So my parents sent me away to camp, which turned out to be pretty cool. I think they burst into tears when they dropped me off but I was alright. I was ok. I was with my older cousin, Shivam, and we were convinced that we could keep our shit together for the few months we were there. Besides, there were a TON of other Indian American kids just like us there and we already could tell that most of them hadn’t come to train to be yogis. I breathed a sigh of ten year old relief, ate some Skittles and moved on.
Imagine every camp song that you know and make it Hindu. Well as Hindu as you can to a bunch of American kids whose parents are all Indian immigrants. So well, that’s what they did. I remember singing along to the melody of John Denver’s “Take me Home, Country Roads” but in our own special Hindu way,
I hear the conch in the morning as it wakes me up
My counselor reminds me of my Hatha Yoga class
And stumbling out of bed I get the feeling that I should
Have stayed in bed today, but no way!
Seriously, I wasn’t missing no dang Hatha Yoga class. Not even at 6:30 in the morning.
So things went well. Friendships were made. It was like any other camp I guess, except for the fact that the people who ran the camp were all wizened Swamis in long orange robes. No matter, my camp counselors still dressed like Madonna and would sing Whitney Houston songs with us, so there was some balance.
The thing was, somewhere along the lines, I forgot to send letters home to my parents. This was a very egregious offense. The worst kind. I don’t know what bad fortune they felt had befallen me at Hindu Heritage Summer Camp, but apparently the wheels in their heads were turning and I am pretty sure they started regretting sending me to a camp that was five hours away.
And so one morning in the mess hall, Swami Dev got up and gave a long speech to all the young citizens of the camp and told us how important it was to keep in touch with our families while we were away. He then went on to read a letter from a very concerned parent who felt that their daughter had forgotten them and who couldn’t understand why she couldn’t find the time to write a letter.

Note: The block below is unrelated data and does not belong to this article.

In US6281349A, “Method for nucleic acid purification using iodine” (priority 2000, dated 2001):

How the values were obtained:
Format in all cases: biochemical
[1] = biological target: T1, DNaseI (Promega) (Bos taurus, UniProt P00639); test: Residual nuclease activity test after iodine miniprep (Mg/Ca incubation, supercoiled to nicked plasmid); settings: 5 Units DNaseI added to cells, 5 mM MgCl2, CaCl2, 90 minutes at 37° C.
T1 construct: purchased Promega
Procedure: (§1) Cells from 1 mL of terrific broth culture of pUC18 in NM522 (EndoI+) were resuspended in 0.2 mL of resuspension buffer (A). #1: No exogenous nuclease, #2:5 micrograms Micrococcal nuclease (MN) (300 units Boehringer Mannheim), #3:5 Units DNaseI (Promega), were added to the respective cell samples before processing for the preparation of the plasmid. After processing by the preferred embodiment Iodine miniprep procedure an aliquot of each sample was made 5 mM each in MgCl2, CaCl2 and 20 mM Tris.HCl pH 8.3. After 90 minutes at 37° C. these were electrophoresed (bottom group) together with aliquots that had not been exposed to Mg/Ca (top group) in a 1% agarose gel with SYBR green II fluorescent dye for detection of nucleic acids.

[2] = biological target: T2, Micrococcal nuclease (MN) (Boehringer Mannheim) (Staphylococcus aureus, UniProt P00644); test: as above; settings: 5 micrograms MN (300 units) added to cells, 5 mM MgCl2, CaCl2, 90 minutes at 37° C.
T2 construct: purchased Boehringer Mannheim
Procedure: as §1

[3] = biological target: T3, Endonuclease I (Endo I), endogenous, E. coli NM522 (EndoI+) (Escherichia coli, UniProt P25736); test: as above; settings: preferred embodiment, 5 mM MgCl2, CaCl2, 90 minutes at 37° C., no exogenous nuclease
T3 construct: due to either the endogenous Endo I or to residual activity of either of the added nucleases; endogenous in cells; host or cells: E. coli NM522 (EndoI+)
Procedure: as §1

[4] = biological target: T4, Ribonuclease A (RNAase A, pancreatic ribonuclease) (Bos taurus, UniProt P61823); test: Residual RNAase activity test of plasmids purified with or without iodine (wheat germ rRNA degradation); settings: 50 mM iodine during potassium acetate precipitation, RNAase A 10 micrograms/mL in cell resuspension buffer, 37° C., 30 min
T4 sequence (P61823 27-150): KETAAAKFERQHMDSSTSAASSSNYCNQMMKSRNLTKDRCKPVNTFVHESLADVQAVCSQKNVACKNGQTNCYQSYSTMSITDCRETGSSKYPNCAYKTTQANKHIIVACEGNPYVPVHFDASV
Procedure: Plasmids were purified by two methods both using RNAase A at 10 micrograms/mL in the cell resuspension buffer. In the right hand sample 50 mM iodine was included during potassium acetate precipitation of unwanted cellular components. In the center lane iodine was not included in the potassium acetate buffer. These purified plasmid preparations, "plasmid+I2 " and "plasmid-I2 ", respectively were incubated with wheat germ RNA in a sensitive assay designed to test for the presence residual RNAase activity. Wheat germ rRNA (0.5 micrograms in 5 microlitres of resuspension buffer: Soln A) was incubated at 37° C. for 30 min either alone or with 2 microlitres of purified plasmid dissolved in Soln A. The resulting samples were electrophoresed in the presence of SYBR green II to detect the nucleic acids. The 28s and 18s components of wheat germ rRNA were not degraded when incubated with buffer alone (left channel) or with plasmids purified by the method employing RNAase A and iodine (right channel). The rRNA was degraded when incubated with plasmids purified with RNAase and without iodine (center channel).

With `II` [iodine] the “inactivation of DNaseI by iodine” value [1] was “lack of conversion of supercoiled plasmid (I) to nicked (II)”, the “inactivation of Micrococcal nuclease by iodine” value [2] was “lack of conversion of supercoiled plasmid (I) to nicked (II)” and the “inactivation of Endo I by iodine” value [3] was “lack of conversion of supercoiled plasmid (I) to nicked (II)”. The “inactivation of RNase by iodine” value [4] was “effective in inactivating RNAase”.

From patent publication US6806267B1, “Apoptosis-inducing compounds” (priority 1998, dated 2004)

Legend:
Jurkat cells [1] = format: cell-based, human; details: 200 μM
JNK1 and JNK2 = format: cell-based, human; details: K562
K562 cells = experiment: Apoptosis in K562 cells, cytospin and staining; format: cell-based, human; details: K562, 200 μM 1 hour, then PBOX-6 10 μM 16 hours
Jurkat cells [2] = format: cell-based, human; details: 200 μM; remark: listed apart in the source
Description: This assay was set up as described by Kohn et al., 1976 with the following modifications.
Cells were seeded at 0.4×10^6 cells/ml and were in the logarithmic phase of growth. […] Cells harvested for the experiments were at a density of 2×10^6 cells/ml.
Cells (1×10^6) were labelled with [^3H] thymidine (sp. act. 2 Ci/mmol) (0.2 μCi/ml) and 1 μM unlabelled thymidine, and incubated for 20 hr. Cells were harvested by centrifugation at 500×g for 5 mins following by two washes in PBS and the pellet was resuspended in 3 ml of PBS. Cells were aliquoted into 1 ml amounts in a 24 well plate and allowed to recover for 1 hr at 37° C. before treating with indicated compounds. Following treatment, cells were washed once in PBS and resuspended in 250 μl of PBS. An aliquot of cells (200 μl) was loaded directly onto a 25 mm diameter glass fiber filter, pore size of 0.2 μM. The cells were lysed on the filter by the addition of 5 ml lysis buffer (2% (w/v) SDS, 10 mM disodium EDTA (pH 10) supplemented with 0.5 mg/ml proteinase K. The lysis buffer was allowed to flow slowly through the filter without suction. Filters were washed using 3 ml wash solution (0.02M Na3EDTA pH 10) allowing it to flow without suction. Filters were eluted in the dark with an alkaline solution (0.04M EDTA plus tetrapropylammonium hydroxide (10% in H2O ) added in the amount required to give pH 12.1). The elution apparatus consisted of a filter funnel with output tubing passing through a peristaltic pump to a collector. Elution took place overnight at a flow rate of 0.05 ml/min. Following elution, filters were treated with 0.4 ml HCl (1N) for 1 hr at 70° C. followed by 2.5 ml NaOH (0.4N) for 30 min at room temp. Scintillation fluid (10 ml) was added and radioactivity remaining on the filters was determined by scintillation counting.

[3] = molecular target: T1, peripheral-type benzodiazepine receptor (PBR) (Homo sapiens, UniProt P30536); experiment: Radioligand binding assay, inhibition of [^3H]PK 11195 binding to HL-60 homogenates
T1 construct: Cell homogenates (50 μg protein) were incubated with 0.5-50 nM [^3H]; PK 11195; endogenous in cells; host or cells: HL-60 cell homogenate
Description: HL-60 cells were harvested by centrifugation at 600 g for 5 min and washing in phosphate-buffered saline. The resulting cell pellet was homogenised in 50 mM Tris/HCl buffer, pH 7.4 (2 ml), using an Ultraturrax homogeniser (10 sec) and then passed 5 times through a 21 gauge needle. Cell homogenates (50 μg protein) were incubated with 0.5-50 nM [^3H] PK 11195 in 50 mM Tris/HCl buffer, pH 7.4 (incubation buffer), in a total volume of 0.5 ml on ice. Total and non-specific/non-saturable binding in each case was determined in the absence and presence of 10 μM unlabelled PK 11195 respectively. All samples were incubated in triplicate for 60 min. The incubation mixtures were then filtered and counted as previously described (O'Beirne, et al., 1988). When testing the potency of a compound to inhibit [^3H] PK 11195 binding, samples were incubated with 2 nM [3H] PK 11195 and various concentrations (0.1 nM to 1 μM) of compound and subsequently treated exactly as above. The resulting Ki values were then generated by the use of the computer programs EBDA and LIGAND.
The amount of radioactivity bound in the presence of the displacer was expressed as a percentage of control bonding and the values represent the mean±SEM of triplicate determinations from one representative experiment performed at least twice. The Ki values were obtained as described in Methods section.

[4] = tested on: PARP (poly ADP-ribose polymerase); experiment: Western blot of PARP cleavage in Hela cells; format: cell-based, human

Of course, Swami Dev was not one for subterfuge, so he looked directly at me in the mess hall as he read the letter, making me want to curl under one of the hatha yoga mats.
So, OF COURSE, I went and wrote the letter. And I DID miss my parents. But you know, people. 10. I was 10.
I look back at those memories now and think about how my parents feel about needing to connect and I realize that no matter how much I complain or bemoan their need, I need it just as much. And I think about how fortunate I am to have the gift of parents who care (especially after watching Breaking Bad. I mean, can you even believe Jessie Pinkman’s parents?) And while I have never been a meth dealer like Jessie, a part of me knows that those calls and those letters and the not giving up on me would not stop.
One day, I’m not going to have this. One day, the phone won’t ring in my house and move to my cell and then John’s phone as my parents try to locate me. I won’t get to feign annoyance as I tell my Dad, “YES, Papa. I’m OK.” I don’t know when, but I know that like most things that we are blessed with in life, this cannot last forever. One day, they will be gone and my phones will still be there.
And God, I will miss that incessant ringing.
There may be days when I am tired. There may be days when I am stressed. But I hope that my parents realize that every time I hear their voices, I understand it’s a gift. Unless they are being annoying… Well, even then.
As I write this I realize how much more I need to make an effort to run to the phone to catch it when it rings. While I still can.